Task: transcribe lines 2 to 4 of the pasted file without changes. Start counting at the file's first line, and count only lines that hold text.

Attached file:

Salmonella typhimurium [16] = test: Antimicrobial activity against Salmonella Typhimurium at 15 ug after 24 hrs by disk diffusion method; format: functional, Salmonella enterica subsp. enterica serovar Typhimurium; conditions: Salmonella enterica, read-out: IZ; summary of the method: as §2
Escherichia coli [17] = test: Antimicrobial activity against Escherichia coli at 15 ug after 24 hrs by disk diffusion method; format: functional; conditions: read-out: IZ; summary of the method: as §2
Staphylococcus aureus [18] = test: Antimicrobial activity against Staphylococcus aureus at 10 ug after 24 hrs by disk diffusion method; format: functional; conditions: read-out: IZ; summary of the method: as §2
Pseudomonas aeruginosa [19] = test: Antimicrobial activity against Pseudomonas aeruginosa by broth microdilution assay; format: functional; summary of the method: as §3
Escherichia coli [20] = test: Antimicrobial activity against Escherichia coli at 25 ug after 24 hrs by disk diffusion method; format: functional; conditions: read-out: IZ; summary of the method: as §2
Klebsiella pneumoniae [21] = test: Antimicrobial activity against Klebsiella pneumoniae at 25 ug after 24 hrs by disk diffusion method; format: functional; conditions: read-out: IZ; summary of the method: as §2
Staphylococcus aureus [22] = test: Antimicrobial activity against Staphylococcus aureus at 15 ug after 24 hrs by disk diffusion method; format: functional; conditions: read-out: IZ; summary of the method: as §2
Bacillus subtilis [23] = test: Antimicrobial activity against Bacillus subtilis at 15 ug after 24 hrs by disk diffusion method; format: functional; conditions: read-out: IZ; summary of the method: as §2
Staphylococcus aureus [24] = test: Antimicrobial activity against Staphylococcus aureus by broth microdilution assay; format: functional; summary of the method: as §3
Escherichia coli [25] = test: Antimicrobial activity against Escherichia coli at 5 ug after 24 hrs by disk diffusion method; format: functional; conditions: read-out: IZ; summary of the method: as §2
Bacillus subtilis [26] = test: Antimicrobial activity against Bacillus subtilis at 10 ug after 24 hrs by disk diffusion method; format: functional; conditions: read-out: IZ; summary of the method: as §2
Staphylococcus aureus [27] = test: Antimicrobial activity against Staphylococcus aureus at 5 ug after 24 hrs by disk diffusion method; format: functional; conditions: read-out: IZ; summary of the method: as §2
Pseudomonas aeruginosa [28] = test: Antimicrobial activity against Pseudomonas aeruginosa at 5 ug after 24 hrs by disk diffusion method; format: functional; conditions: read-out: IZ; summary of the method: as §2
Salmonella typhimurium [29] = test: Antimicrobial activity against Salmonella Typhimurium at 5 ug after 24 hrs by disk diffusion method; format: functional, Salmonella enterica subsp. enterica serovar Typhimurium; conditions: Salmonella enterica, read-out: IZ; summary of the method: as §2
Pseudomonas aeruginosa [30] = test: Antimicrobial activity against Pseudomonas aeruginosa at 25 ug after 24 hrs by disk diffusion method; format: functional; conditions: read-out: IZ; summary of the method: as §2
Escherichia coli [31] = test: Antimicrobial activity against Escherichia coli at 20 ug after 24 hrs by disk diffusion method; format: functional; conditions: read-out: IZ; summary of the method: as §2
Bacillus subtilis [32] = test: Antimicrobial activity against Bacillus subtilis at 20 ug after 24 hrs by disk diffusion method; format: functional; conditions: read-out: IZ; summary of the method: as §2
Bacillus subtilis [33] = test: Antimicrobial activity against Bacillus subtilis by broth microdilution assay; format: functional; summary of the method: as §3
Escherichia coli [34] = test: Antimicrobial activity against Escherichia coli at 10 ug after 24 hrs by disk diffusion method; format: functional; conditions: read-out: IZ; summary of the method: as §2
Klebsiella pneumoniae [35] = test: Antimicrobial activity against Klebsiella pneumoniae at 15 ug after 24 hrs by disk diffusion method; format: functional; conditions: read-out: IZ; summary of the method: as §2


Escherichia coli [17] = test: Antimicrobial activity against Escherichia coli at 15 ug after 24 hrs by disk diffusion method; format: functional; conditions: read-out: IZ; summary of the method: as §2
Staphylococcus aureus [18] = test: Antimicrobial activity against Staphylococcus aureus at 10 ug after 24 hrs by disk diffusion method; format: functional; conditions: read-out: IZ; summary of the method: as §2
Pseudomonas aeruginosa [19] = test: Antimicrobial activity against Pseudomonas aeruginosa by broth microdilution assay; format: functional; summary of the method: as §3